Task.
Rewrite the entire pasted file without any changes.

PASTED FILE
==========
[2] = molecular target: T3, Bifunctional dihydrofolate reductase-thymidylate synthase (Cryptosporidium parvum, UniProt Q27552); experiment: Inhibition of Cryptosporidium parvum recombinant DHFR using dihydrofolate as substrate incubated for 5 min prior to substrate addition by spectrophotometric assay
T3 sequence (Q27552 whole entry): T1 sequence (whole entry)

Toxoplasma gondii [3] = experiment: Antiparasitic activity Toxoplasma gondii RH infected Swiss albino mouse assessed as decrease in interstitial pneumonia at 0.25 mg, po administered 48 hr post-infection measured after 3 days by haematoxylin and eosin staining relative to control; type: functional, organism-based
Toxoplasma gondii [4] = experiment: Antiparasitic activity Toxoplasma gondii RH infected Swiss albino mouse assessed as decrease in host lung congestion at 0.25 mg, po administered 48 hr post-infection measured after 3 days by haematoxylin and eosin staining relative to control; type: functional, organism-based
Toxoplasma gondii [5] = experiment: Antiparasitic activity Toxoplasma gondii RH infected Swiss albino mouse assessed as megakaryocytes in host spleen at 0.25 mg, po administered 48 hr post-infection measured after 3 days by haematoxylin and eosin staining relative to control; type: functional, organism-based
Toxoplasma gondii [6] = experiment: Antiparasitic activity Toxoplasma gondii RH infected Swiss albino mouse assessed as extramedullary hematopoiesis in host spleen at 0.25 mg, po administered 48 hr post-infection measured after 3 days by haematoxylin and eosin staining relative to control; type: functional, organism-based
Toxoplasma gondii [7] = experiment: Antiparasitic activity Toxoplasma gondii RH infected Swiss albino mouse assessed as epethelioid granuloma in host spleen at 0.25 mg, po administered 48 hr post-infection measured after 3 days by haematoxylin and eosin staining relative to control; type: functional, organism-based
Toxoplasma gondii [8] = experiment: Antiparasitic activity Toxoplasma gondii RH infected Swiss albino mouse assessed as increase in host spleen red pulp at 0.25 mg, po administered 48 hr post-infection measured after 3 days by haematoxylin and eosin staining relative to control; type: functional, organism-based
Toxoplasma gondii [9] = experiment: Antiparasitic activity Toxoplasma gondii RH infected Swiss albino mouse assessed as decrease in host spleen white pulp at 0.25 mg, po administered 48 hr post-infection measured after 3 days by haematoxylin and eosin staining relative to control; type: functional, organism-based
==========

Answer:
[2] = molecular target: T3, Bifunctional dihydrofolate reductase-thymidylate synthase (Cryptosporidium parvum, UniProt Q27552); experiment: Inhibition of Cryptosporidium parvum recombinant DHFR using dihydrofolate as substrate incubated for 5 min prior to substrate addition by spectrophotometric assay
T3 sequence (Q27552 whole entry): T1 sequence (whole entry)

Toxoplasma gondii [3] = experiment: Antiparasitic activity Toxoplasma gondii RH infected Swiss albino mouse assessed as decrease in interstitial pneumonia at 0.25 mg, po administered 48 hr post-infection measured after 3 days by haematoxylin and eosin staining relative to control; type: functional, organism-based
Toxoplasma gondii [4] = experiment: Antiparasitic activity Toxoplasma gondii RH infected Swiss albino mouse assessed as decrease in host lung congestion at 0.25 mg, po administered 48 hr post-infection measured after 3 days by haematoxylin and eosin staining relative to control; type: functional, organism-based
Toxoplasma gondii [5] = experiment: Antiparasitic activity Toxoplasma gondii RH infected Swiss albino mouse assessed as megakaryocytes in host spleen at 0.25 mg, po administered 48 hr post-infection measured after 3 days by haematoxylin and eosin staining relative to control; type: functional, organism-based
Toxoplasma gondii [6] = experiment: Antiparasitic activity Toxoplasma gondii RH infected Swiss albino mouse assessed as extramedullary hematopoiesis in host spleen at 0.25 mg, po administered 48 hr post-infection measured after 3 days by haematoxylin and eosin staining relative to control; type: functional, organism-based
Toxoplasma gondii [7] = experiment: Antiparasitic activity Toxoplasma gondii RH infected Swiss albino mouse assessed as epethelioid granuloma in host spleen at 0.25 mg, po administered 48 hr post-infection measured after 3 days by haematoxylin and eosin staining relative to control; type: functional, organism-based
Toxoplasma gondii [8] = experiment: Antiparasitic activity Toxoplasma gondii RH infected Swiss albino mouse assessed as increase in host spleen red pulp at 0.25 mg, po administered 48 hr post-infection measured after 3 days by haematoxylin and eosin staining relative to control; type: functional, organism-based
Toxoplasma gondii [9] = experiment: Antiparasitic activity Toxoplasma gondii RH infected Swiss albino mouse assessed as decrease in host spleen white pulp at 0.25 mg, po administered 48 hr post-infection measured after 3 days by haematoxylin and eosin staining relative to control; type: functional, organism-based